Cast Away
Quicklinks
Top Links
trailers and videosfull cast and crewtriviaofficial sitesmemorable quotes
Overview
main detailscombined detailsfull cast and crewcompany credits
Awards & Reviews
user reviewsexternal reviewsawardsuser ratingsparents guidemessage board
Plot & Quotes
plot summarysynopsisplot keywordsmemorable quotes
Did You Know?
triviagoofssoundtrack listingcrazy creditsalternate versionsmovie connectionsFAQ
Other Info
box office/businessrelease datesfilming locationstechnical specsliterature listingsNewsDesk
Promotional
taglines trailers and videos posters photo gallery
External Links
showtimesofficial sitesmiscellaneousphotographssound clipsvideo clips
The content of this page was created directly by users and has not been screened or verified by IMDb staff.
Visit our FAQ Help to learn more

FAQ Contents


A Note Regarding Spoilers

The following FAQ entries may contain spoilers. Only the biggest ones (if any) will be covered with spoiler tags. Spoiler tags have been used sparingly in order to make the page more readable.

For detailed information about the amounts and types of (a) sex and nudity, (b) violence and gore, (c) profanity, (d) alcohol, drugs, and smoking, and (e) frightening and intense scenes in this movie, consult the IMDb Parents Guide for this movie. The Parents Guide for Cast Away can be found here.

No. Cast Away was taken from an original screenplay by American screenwriter William Broyles, Jr.

Cast Away was filmed on the island of Monuriki, Fiji, in the Mamanuca Islands off the coast of Viti Levu, Fiji's largest island. A map can be found here. Monuriki is located in the upper left-hand corner near the larger island of Matamanoa. In the movie, however, Chuck was told that he was marooned on an island "about 600 miles south of the Cook Islands." There is no land between Antarctica and the southern-most Cook Islands of Mangaia.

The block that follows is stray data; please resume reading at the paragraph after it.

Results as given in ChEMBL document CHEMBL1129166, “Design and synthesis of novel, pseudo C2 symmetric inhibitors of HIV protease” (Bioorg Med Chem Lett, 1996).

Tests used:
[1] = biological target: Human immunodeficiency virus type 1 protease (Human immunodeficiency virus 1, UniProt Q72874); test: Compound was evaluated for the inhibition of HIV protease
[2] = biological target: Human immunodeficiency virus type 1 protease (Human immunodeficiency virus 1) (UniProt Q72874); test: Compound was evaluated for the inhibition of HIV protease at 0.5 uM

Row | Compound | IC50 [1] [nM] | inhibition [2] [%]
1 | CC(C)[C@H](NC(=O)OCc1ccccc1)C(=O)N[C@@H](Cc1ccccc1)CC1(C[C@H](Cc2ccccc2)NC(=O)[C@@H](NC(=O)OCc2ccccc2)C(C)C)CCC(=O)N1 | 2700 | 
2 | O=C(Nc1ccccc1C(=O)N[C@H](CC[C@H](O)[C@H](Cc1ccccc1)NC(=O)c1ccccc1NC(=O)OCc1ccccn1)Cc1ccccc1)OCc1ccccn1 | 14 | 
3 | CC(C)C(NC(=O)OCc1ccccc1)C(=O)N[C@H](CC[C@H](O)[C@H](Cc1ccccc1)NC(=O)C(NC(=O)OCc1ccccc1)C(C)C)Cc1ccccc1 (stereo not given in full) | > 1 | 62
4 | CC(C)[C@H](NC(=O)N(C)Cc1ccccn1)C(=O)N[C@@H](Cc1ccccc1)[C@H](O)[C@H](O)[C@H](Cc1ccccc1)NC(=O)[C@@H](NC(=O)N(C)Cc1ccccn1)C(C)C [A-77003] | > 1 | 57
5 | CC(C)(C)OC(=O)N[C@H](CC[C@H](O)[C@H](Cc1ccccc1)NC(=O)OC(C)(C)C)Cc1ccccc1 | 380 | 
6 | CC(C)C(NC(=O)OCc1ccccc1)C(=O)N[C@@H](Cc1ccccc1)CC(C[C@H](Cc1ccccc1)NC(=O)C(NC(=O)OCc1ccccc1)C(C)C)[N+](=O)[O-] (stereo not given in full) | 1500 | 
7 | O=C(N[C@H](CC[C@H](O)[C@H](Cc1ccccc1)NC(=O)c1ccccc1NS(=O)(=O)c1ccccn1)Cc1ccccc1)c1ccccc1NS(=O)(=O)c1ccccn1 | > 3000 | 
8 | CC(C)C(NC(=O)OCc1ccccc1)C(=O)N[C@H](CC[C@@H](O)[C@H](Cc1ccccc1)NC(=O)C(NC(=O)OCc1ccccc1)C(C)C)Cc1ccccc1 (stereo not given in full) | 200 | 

When Chuck returns home, Kelly reveals that it was never discovered exactly what caused the aircraft to crash, but that it was possibly some mislabeled hazardous material in the cargo that ignited. From the evidence provided in the film, there are a few possibilities. First, we get a glimpse of the weather head-up-display prior to the crash; it is easy to see that the aircraft is surrounded by hazardous weather and turbulence. Second, we can see, through the cockpit windows, a brewing lightning storm. Chuck is quite literally sucked out of the lavatory, a tell-tale sign of a loss of cabin pressure. This means that the integrity of the structure of the aircraft was breached. As the aircraft is making its final mayday calls before plunging into the Pacific, we hear the pilots indicate an engine fire (if not multiple engine fires). In summary, we can assume that the aircraft's structural integrity was breached, resulting in a loss of cabin pressure, and that something incited an engine fire (this could be a number of things, anything from Kelly's hypothesis to a lightning strike on the aircraft). A lightning strike or electrical spark from the storm is more probable than a "mislabeled cargo container." Cargo, hazardous and non-hazardous, are transported separately and handled in an entirely different process. Also, after the cabin depressurization, at least two pallets of cargo shifted dramatically, which would greatly affect the plane's center of gravity. Cargo is always loaded by a formula which ensures the plane is balanced. Pallets shifting as they did in the movie might make the aircraft un-flyable, possibly causing a catastrophic nose dive. An engine fire in and of itself wouldn't necessarily cause it to nose dive into the ocean. In the end, severe weather, turbulence, and disorientation were secondary contributing factors to the crash.